Enjoy wallpaper wonders in porcelain
Bored with marble-look ceramics?
One of the most appealing aspects of writing about the ceramic tile sector is that it is just so progressive.
Ceramic tile design never stands still and every few years a new technology emerges that delivers a step change.
Over the past three decades I have seen single firing, rotary decoration, and reactive glazes all make their mark.
But it is two relatively new technologies that are currently driving the market – continuous pressing and digital non-impact print decoration. These are the technologies that have produced large format marble-look porcelains for the worktop market.
The ability to create flat, porcelain panels up to 3,600mm by 1,800mm and then decorate them edge-to-edge with any photographic or digital image provides enormous potential (if missing the holy grail of full thickness decoration).
At this year’s Cersaie exhibition in Bologna, Italy, in September, it was not hard to spot where these two technologies have now taken tile design. No doubt there will also be plenty of examples at the Hard Surfaces exhibition co-locating with the Natural Stone Show in ExCeL London on 6-8 June next year.
Judging by what was being shown this year, continuous pressing with digital decoration would seem to have but one logical design destination: wallpaper. Or, more accurately, wallporcelain.
It was everywhere. And in formats from 1,000mm by 3,000mm upwards it was impossible to miss.
What really impressed me this year was how these magnificent wallpaper-effects were offered in such a diversity of themes and patterns.
In recent years, tropical foliage, especially representations of Monstera Delicosa (better known as the Swiss Cheese Plant) have dominated, alongside other bold floral designs and some classic wallpaper themes like flock and Regency stripes… you know the sort of thing.
But not in 2022. This year the watchword is ‘variety’.
There were still tropical plants aplenty but the tile designers have been busy, playing with colours and patterns.
Naturalistic greens on the plants have been replaced by blues or greys; leaves have been isolated and formed into repeat patterns in a move away from branches and stems.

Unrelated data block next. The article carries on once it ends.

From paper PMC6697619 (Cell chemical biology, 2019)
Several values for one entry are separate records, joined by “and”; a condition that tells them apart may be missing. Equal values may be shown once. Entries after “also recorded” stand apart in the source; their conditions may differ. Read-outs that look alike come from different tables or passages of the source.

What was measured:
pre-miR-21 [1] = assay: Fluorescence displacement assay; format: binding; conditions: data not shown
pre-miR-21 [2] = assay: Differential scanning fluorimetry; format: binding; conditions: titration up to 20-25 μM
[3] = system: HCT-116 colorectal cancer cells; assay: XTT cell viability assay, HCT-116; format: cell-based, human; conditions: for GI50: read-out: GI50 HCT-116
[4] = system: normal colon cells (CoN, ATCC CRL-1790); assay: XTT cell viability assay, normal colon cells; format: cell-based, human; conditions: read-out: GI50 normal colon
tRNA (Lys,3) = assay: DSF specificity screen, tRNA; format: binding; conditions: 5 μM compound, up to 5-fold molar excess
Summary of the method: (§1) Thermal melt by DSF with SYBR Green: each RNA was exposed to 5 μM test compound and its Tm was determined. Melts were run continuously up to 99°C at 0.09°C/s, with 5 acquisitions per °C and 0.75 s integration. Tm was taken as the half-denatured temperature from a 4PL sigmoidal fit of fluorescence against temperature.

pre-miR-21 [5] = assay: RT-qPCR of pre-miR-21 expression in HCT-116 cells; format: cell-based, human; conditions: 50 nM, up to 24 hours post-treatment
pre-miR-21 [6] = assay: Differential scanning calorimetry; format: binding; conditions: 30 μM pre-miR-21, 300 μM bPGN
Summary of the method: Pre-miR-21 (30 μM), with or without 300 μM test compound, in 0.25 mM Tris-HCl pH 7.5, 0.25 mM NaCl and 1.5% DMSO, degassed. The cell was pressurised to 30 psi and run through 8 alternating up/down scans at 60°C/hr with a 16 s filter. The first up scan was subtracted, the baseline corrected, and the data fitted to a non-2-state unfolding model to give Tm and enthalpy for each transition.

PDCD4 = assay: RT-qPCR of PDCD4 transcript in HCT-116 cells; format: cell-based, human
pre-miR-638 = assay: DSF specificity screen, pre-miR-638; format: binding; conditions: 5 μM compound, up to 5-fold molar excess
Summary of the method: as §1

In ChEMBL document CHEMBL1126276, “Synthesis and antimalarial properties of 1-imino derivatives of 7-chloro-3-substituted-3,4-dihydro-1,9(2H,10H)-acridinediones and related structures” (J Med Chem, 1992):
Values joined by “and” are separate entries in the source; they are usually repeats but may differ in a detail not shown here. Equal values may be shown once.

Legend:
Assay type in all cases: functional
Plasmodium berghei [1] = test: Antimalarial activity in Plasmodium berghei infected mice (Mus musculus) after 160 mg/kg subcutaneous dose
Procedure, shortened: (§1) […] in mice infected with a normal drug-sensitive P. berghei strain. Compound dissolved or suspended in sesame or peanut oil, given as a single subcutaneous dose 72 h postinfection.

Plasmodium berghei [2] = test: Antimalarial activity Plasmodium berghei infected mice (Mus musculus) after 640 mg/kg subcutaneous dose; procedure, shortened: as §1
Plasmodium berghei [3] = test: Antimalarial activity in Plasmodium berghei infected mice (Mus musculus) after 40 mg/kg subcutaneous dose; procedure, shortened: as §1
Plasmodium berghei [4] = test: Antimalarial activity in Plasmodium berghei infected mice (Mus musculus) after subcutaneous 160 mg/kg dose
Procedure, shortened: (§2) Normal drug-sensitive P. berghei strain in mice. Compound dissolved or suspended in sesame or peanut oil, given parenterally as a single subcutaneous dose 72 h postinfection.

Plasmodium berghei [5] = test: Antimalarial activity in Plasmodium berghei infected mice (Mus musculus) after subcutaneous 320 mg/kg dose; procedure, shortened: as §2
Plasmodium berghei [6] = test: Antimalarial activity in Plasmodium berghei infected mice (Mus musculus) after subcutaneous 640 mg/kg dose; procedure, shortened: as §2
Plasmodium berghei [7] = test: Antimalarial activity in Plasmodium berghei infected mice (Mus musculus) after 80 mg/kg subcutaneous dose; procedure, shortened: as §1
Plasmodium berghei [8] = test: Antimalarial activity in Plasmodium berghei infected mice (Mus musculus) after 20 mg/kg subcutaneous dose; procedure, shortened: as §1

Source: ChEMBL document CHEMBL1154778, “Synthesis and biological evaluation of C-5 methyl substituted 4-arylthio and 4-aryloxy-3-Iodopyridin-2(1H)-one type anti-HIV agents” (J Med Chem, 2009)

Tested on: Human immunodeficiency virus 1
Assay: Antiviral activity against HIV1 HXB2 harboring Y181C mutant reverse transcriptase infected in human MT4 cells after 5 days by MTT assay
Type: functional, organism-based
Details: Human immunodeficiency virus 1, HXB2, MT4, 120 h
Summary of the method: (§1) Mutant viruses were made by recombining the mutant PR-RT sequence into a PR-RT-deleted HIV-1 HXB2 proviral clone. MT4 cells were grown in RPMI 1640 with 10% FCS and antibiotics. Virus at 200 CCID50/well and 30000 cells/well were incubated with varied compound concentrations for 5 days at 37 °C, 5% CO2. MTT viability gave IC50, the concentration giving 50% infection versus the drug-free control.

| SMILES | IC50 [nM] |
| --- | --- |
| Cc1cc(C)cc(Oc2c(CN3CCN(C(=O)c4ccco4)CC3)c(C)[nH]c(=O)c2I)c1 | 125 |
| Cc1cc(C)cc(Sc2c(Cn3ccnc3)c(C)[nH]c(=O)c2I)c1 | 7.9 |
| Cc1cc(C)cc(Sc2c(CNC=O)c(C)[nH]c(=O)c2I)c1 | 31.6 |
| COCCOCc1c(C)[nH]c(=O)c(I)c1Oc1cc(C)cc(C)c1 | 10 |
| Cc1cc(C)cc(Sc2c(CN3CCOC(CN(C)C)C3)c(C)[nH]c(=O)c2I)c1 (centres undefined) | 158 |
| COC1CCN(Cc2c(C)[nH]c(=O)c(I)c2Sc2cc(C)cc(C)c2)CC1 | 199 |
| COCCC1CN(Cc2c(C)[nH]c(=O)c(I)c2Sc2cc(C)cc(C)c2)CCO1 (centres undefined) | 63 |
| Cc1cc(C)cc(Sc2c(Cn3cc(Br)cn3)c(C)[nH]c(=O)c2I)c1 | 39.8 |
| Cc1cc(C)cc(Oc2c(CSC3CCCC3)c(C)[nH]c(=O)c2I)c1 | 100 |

There were plenty of small, feminine floral patterns, more Laura Ashley than tropical rainforest. Some were quintessentially European in character. Others referenced traditional Japanese themes – cherry blossom and delicate Japanese maples.
There were intricate designs like an Esher drawing, sophisticated Islamic geometric patterns, colour and line combinations that brought to mind Piet Mondrian, as well as stripes and other fabric echoes.
The variety was staggering. Graffiti art, bold geometrics, woven fabrics, origami… the design influences were rich, varied and wide-ranging, with roses and peonies sitting alongside spring meadows and autumn prairies. My particular favourite was the giant jellyfish at the top of this page.
The makers displaying these wallpaper effects came from across the globe – ABK, Cerdomus, Recer, Atlas Concorde, the Iris Group in Italy; Aparici and Pamesa in Spain; Tubadzin and Cerrad in Poland… the trend is universal.
Suggested applications ranged from hotel receptions and foyers to corporate HQs, bars and restaurants.
On the domestic front, they were shown in living rooms, as feature walls in bathrooms and kitchens, as a dramatic element in inside-out schemes, and in bedrooms, where tiled headboards and feature walls are an emerging trend.
The quality of the printing has to be seen to be believed.
And the most exciting thing is that this really is a blank sheet of paper. There are no limits. The pattern can be anything you can photograph, draw or create on graphic software.
The surfaces can be matt, satin or gloss (versions of which are given trade names by the manufacturers) or any combination of the three.
Patterns can be on single tiles or across two, four... any number. Neolith, for instance, has produced the tiles for a project where the picture came from a watercolour sketch by the architect. Each tile is unique and they are assembled on-site like a giant mosaic. Not cheap. But, with today’s technology, not unaffordable either.
It's tile, Jim, but not as we know it!